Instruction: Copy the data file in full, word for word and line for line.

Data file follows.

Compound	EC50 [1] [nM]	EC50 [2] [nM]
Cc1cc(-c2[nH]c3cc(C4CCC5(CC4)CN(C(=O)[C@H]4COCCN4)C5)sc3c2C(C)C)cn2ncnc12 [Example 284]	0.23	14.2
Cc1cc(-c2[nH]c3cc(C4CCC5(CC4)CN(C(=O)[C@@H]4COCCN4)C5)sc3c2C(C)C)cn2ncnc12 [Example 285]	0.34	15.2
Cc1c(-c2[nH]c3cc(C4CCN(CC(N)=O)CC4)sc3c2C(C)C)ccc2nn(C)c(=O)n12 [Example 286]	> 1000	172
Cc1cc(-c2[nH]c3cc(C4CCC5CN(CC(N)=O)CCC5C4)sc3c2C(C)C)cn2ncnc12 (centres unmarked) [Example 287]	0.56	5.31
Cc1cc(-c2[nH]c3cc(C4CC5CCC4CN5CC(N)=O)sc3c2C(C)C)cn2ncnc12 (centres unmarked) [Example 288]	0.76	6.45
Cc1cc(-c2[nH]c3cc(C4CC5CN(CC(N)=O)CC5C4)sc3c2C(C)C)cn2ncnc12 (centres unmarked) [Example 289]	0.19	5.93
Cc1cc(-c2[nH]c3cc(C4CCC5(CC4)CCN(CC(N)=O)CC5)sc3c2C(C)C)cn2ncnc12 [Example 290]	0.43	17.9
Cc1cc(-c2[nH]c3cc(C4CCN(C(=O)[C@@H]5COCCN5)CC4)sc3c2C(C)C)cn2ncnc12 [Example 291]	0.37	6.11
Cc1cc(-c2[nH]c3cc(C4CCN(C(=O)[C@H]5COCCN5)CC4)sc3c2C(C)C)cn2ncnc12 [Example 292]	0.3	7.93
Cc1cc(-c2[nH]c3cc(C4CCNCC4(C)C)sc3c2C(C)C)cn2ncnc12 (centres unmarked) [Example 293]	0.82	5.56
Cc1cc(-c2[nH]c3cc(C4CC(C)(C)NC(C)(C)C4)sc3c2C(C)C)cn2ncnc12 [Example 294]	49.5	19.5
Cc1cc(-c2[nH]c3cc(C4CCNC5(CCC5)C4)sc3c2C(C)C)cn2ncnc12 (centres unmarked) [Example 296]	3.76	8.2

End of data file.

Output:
Compound	EC50 [1] [nM]	EC50 [2] [nM]
Cc1cc(-c2[nH]c3cc(C4CCC5(CC4)CN(C(=O)[C@H]4COCCN4)C5)sc3c2C(C)C)cn2ncnc12 [Example 284]	0.23	14.2
Cc1cc(-c2[nH]c3cc(C4CCC5(CC4)CN(C(=O)[C@@H]4COCCN4)C5)sc3c2C(C)C)cn2ncnc12 [Example 285]	0.34	15.2
Cc1c(-c2[nH]c3cc(C4CCN(CC(N)=O)CC4)sc3c2C(C)C)ccc2nn(C)c(=O)n12 [Example 286]	> 1000	172
Cc1cc(-c2[nH]c3cc(C4CCC5CN(CC(N)=O)CCC5C4)sc3c2C(C)C)cn2ncnc12 (centres unmarked) [Example 287]	0.56	5.31
Cc1cc(-c2[nH]c3cc(C4CC5CCC4CN5CC(N)=O)sc3c2C(C)C)cn2ncnc12 (centres unmarked) [Example 288]	0.76	6.45
Cc1cc(-c2[nH]c3cc(C4CC5CN(CC(N)=O)CC5C4)sc3c2C(C)C)cn2ncnc12 (centres unmarked) [Example 289]	0.19	5.93
Cc1cc(-c2[nH]c3cc(C4CCC5(CC4)CCN(CC(N)=O)CC5)sc3c2C(C)C)cn2ncnc12 [Example 290]	0.43	17.9
Cc1cc(-c2[nH]c3cc(C4CCN(C(=O)[C@@H]5COCCN5)CC4)sc3c2C(C)C)cn2ncnc12 [Example 291]	0.37	6.11
Cc1cc(-c2[nH]c3cc(C4CCN(C(=O)[C@H]5COCCN5)CC4)sc3c2C(C)C)cn2ncnc12 [Example 292]	0.3	7.93
Cc1cc(-c2[nH]c3cc(C4CCNCC4(C)C)sc3c2C(C)C)cn2ncnc12 (centres unmarked) [Example 293]	0.82	5.56
Cc1cc(-c2[nH]c3cc(C4CC(C)(C)NC(C)(C)C4)sc3c2C(C)C)cn2ncnc12 [Example 294]	49.5	19.5
Cc1cc(-c2[nH]c3cc(C4CCNC5(CCC5)C4)sc3c2C(C)C)cn2ncnc12 (centres unmarked) [Example 296]	3.76	8.2